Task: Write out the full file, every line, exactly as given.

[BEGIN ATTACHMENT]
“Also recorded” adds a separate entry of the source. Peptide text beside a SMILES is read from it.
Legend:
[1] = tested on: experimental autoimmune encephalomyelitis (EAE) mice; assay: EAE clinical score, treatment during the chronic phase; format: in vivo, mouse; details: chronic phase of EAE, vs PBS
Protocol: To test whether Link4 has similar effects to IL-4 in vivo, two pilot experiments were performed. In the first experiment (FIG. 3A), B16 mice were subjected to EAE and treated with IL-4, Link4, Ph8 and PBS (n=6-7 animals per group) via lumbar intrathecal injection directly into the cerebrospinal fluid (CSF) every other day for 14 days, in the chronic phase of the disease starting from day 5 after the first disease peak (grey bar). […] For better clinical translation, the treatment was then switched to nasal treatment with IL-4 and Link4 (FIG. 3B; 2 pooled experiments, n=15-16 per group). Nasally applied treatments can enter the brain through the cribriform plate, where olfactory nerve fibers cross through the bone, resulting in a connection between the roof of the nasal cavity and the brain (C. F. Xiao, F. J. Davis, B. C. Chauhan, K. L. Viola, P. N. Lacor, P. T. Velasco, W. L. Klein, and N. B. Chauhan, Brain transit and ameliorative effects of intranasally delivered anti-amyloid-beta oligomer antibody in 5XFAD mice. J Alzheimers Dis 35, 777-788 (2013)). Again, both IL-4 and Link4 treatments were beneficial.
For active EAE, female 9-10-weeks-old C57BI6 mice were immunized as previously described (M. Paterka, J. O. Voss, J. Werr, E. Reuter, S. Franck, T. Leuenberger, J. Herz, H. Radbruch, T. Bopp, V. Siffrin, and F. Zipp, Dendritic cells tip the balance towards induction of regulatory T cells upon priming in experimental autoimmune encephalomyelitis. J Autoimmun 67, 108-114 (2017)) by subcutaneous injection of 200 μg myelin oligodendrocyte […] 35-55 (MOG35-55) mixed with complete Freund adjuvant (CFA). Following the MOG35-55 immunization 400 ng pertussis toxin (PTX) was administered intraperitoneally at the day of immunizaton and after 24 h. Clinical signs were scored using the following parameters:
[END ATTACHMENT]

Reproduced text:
“Also recorded” adds a separate entry of the source. Peptide text beside a SMILES is read from it.
Legend:
[1] = tested on: experimental autoimmune encephalomyelitis (EAE) mice; assay: EAE clinical score, treatment during the chronic phase; format: in vivo, mouse; details: chronic phase of EAE, vs PBS
Protocol: To test whether Link4 has similar effects to IL-4 in vivo, two pilot experiments were performed. In the first experiment (FIG. 3A), B16 mice were subjected to EAE and treated with IL-4, Link4, Ph8 and PBS (n=6-7 animals per group) via lumbar intrathecal injection directly into the cerebrospinal fluid (CSF) every other day for 14 days, in the chronic phase of the disease starting from day 5 after the first disease peak (grey bar). […] For better clinical translation, the treatment was then switched to nasal treatment with IL-4 and Link4 (FIG. 3B; 2 pooled experiments, n=15-16 per group). Nasally applied treatments can enter the brain through the cribriform plate, where olfactory nerve fibers cross through the bone, resulting in a connection between the roof of the nasal cavity and the brain (C. F. Xiao, F. J. Davis, B. C. Chauhan, K. L. Viola, P. N. Lacor, P. T. Velasco, W. L. Klein, and N. B. Chauhan, Brain transit and ameliorative effects of intranasally delivered anti-amyloid-beta oligomer antibody in 5XFAD mice. J Alzheimers Dis 35, 777-788 (2013)). Again, both IL-4 and Link4 treatments were beneficial.
For active EAE, female 9-10-weeks-old C57BI6 mice were immunized as previously described (M. Paterka, J. O. Voss, J. Werr, E. Reuter, S. Franck, T. Leuenberger, J. Herz, H. Radbruch, T. Bopp, V. Siffrin, and F. Zipp, Dendritic cells tip the balance towards induction of regulatory T cells upon priming in experimental autoimmune encephalomyelitis. J Autoimmun 67, 108-114 (2017)) by subcutaneous injection of 200 μg myelin oligodendrocyte […] 35-55 (MOG35-55) mixed with complete Freund adjuvant (CFA). Following the MOG35-55 immunization 400 ng pertussis toxin (PTX) was administered intraperitoneally at the day of immunizaton and after 24 h. Clinical signs were scored using the following parameters: